Dragon Ball Xenoverse 2 (Switch) Review
There’s something special about revisiting a franchise from your childhood as an adult. When I was a kid, I watched Dragon Ball Z every morning on Cheez TV before school. When they bumped it to a later time slot, my mum would watch it for me, and take diligent notes so I would always know what was going on. It’s safe to say I was a pretty big fan, but in the ten odd years since then, I’ve fallen quite a bit out of it. I tried to watch the new series, Dragon Ball Super, but never found the time to really keep up. Then came along Dragon Ball Xenoverse 2. It’s an action-adventure game set in the world of Dragon Ball, and it revisits every big moment of the series. These past few weeks I’ve been flooded with nostalgia for a series I’d left behind in my childhood, and it’s been nothing short of a marvellous experience.
So let’s start with the basics. In Dragon Ball Xenoverse 2, you play the role of the Future Warrior, an elite soldier plucked from the timeline to join the Time Patrol, an organisation with the sole purpose of protecting history from those who would interfere. As a Time Patroller, you must take on quests to visit pivotal moments in Dragon Ball history, such as the battle between Goku and Frieza, to prevent an evil organisation known as the Time Breakers from altering history to gain power. Your Future Warrior can be any one of five races — Human, Saiyan, Namekian, Frieza or Majin — each with their own strengths and weaknesses. I picked Majin, the fat, tanky blob race inspired by Majin Buu. Meet Kirbuu, my fat blobby child:
The character creator is surprisingly in-depth, depending on what race you pick. Some races, like Humans and Saiyans, get a tonne of different options for both male and female characters, while others, like Namekian and Frieza, are fairly limited, with only one ambiguous gender and less overall customisation options. No matter the race you pick, however, you’ll always get to choose the physical features for your Future Warrior, such as height, weight, head/hairstyle, eye type, mouth type, skin colour, and many more I don’t have the space to list. You’ll even get to choose what voice your character has when they’re grunting and yelling the ridiculous names for all their moves. For such a story-focused game, they didn’t need to make the character creation so in-depth, but I’m glad they did. It’s a nice feeling to see a character you created in a famous scene.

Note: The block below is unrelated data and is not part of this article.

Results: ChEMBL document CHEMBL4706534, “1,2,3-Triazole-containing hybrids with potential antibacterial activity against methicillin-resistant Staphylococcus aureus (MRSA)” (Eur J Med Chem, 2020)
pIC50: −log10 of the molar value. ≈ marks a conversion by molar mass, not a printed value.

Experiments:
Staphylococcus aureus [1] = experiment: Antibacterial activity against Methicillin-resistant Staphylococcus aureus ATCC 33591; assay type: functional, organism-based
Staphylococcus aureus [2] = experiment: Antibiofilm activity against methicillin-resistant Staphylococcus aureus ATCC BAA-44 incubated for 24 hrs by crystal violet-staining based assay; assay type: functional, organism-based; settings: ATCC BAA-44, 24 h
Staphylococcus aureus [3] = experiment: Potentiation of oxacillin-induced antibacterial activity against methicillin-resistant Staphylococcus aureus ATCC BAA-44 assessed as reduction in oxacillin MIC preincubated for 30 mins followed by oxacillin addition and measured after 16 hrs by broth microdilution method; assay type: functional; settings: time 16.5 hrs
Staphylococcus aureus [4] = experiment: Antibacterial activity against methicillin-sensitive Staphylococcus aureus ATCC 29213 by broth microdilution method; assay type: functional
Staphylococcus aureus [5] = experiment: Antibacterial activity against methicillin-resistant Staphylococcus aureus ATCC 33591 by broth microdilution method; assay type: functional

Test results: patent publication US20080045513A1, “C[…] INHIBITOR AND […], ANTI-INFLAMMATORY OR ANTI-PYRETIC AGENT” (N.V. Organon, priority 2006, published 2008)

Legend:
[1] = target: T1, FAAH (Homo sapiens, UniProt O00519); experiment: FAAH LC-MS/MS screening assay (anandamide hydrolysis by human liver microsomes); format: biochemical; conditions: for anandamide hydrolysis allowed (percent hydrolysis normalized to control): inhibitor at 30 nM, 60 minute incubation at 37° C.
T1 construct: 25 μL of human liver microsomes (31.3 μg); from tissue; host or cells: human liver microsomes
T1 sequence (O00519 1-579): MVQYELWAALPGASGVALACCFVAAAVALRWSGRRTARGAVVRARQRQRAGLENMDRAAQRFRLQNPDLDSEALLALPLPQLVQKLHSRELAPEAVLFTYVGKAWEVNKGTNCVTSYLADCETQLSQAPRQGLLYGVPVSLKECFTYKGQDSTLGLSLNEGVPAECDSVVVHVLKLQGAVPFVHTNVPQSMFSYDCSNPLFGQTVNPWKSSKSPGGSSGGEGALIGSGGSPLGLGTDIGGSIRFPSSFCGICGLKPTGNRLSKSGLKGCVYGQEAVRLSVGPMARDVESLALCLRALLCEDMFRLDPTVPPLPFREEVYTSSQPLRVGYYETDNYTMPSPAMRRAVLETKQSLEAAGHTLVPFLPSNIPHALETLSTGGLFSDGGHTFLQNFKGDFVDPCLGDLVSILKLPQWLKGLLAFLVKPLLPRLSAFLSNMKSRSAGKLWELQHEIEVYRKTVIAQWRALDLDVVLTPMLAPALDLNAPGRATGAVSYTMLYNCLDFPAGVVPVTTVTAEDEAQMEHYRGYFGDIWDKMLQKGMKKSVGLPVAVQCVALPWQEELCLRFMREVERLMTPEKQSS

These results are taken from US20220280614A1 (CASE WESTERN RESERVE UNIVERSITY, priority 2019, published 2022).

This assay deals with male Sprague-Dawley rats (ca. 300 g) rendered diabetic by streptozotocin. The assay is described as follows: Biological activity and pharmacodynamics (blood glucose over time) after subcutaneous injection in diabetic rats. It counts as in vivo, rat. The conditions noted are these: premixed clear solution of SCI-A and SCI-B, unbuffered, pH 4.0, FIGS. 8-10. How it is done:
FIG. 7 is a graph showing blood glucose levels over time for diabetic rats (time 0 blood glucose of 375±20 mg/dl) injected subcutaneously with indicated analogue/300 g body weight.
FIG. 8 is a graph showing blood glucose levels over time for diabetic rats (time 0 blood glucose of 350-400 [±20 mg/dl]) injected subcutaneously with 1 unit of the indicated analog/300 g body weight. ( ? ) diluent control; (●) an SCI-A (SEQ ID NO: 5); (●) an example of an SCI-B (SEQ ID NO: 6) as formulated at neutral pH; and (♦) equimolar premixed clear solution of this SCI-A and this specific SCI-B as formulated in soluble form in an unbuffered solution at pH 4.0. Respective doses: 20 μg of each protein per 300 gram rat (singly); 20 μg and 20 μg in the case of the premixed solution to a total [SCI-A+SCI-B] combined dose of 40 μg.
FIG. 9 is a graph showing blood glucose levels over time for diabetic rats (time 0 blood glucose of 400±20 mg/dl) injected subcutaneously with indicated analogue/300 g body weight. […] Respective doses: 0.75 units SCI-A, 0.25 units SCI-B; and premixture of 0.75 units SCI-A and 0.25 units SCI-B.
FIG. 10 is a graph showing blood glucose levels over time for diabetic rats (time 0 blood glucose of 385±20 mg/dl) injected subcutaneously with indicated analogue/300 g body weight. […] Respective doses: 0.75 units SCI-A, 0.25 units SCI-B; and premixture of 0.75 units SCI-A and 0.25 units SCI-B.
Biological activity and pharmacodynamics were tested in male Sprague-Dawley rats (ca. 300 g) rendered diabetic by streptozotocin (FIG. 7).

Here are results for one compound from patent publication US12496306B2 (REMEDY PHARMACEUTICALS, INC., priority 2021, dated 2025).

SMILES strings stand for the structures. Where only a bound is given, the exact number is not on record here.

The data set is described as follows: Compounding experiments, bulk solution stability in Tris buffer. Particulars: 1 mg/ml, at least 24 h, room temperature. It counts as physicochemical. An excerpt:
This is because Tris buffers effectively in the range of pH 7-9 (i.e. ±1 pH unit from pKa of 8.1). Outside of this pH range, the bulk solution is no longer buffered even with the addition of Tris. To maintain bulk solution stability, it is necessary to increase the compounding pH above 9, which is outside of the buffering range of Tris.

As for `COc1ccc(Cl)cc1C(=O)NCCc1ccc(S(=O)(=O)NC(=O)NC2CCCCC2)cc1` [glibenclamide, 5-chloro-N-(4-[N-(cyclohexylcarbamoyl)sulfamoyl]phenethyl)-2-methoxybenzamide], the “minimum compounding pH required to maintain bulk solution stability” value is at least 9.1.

After creating a character, you’ll be thrown into a tonne of cutscenes and a series of tutorials. These do a good job to familiarise new players with the story and controls, and are especially useful for those who didn’t play the first game. However, those who did play the first game, or played Xenoverse 2 on another platform before now, will likely find this a slow, boring, and quite overbearing process. That said, there is also a tutorial for a feature that’s Switch-exclusive: motion control attacks.